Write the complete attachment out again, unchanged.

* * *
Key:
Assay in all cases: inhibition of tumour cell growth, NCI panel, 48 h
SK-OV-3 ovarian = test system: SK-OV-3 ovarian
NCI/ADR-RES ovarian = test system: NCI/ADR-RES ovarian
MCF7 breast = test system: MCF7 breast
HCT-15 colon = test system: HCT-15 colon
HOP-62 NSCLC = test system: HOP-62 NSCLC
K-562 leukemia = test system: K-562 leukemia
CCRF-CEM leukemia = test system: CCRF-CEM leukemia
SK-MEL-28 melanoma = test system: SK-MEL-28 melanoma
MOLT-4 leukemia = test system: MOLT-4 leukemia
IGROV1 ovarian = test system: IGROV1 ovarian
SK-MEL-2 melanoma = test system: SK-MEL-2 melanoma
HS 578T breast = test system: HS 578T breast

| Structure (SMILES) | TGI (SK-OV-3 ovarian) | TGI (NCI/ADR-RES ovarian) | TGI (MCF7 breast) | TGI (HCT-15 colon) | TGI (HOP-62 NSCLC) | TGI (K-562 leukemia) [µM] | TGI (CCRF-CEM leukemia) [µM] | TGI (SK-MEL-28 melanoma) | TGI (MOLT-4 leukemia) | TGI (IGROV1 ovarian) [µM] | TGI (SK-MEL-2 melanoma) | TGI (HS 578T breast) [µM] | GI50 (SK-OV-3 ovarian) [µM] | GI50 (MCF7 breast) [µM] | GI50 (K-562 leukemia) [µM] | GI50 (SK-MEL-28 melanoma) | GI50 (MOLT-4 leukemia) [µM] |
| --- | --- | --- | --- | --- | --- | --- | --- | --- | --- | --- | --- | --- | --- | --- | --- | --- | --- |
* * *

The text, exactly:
Key:
Assay in all cases: inhibition of tumour cell growth, NCI panel, 48 h
SK-OV-3 ovarian = test system: SK-OV-3 ovarian
NCI/ADR-RES ovarian = test system: NCI/ADR-RES ovarian
MCF7 breast = test system: MCF7 breast
HCT-15 colon = test system: HCT-15 colon
HOP-62 NSCLC = test system: HOP-62 NSCLC
K-562 leukemia = test system: K-562 leukemia
CCRF-CEM leukemia = test system: CCRF-CEM leukemia
SK-MEL-28 melanoma = test system: SK-MEL-28 melanoma
MOLT-4 leukemia = test system: MOLT-4 leukemia
IGROV1 ovarian = test system: IGROV1 ovarian
SK-MEL-2 melanoma = test system: SK-MEL-2 melanoma
HS 578T breast = test system: HS 578T breast

| Structure (SMILES) | TGI (SK-OV-3 ovarian) | TGI (NCI/ADR-RES ovarian) | TGI (MCF7 breast) | TGI (HCT-15 colon) | TGI (HOP-62 NSCLC) | TGI (K-562 leukemia) [µM] | TGI (CCRF-CEM leukemia) [µM] | TGI (SK-MEL-28 melanoma) | TGI (MOLT-4 leukemia) | TGI (IGROV1 ovarian) [µM] | TGI (SK-MEL-2 melanoma) | TGI (HS 578T breast) [µM] | GI50 (SK-OV-3 ovarian) [µM] | GI50 (MCF7 breast) [µM] | GI50 (K-562 leukemia) [µM] | GI50 (SK-MEL-28 melanoma) | GI50 (MOLT-4 leukemia) [µM] |
| --- | --- | --- | --- | --- | --- | --- | --- | --- | --- | --- | --- | --- | --- | --- | --- | --- | --- |